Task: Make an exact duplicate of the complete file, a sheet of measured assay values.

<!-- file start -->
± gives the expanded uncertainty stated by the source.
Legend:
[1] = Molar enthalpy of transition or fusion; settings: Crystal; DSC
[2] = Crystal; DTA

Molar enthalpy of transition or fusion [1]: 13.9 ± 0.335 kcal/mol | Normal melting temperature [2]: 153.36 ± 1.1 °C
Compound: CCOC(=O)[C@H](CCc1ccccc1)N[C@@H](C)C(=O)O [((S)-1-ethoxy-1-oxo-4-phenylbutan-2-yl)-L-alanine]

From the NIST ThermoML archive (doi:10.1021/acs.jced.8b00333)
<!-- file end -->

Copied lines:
± gives the expanded uncertainty stated by the source.
Legend:
[1] = Molar enthalpy of transition or fusion; settings: Crystal; DSC
[2] = Crystal; DTA

Molar enthalpy of transition or fusion [1]: 13.9 ± 0.335 kcal/mol | Normal melting temperature [2]: 153.36 ± 1.1 °C
Compound: CCOC(=O)[C@H](CCc1ccccc1)N[C@@H](C)C(=O)O [((S)-1-ethoxy-1-oxo-4-phenylbutan-2-yl)-L-alanine]

From the NIST ThermoML archive (doi:10.1021/acs.jced.8b00333)